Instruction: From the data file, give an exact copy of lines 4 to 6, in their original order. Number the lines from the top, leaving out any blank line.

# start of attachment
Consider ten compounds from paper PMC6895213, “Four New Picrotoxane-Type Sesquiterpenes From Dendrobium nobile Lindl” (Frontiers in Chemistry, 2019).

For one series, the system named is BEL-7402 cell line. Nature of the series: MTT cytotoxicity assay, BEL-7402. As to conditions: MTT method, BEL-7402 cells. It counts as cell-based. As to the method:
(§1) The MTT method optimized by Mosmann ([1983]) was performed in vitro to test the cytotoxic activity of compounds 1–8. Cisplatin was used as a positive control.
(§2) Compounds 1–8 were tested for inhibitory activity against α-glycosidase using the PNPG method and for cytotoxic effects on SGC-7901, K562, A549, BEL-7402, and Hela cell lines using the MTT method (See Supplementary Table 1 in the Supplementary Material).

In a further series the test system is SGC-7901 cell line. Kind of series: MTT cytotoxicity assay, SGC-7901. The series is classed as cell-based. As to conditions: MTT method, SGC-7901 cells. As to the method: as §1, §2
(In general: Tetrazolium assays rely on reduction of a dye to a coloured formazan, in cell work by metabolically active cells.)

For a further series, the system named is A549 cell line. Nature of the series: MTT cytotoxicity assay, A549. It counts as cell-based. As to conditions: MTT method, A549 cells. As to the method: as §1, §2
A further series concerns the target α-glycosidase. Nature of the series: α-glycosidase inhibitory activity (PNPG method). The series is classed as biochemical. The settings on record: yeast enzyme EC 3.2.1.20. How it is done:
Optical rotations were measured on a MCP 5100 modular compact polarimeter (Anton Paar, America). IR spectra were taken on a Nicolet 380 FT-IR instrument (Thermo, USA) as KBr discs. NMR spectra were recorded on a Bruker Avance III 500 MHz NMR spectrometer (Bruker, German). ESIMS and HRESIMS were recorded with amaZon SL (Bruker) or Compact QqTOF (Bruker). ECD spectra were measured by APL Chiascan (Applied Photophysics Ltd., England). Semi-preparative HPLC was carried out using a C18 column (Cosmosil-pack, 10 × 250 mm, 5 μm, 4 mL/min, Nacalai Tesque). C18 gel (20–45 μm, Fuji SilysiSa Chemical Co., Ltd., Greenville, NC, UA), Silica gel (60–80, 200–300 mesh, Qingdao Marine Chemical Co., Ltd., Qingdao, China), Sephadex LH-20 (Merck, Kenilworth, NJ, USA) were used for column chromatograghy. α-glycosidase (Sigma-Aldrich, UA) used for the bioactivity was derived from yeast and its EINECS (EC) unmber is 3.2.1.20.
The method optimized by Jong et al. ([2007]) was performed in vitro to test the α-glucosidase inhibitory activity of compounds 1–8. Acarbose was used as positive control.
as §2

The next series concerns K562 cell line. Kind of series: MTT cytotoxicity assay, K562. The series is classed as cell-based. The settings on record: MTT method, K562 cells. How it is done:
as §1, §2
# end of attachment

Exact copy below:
(§2) Compounds 1–8 were tested for inhibitory activity against α-glycosidase using the PNPG method and for cytotoxic effects on SGC-7901, K562, A549, BEL-7402, and Hela cell lines using the MTT method (See Supplementary Table 1 in the Supplementary Material).

In a further series the test system is SGC-7901 cell line. Kind of series: MTT cytotoxicity assay, SGC-7901. The series is classed as cell-based. As to conditions: MTT method, SGC-7901 cells. As to the method: as §1, §2
(In general: Tetrazolium assays rely on reduction of a dye to a coloured formazan, in cell work by metabolically active cells.)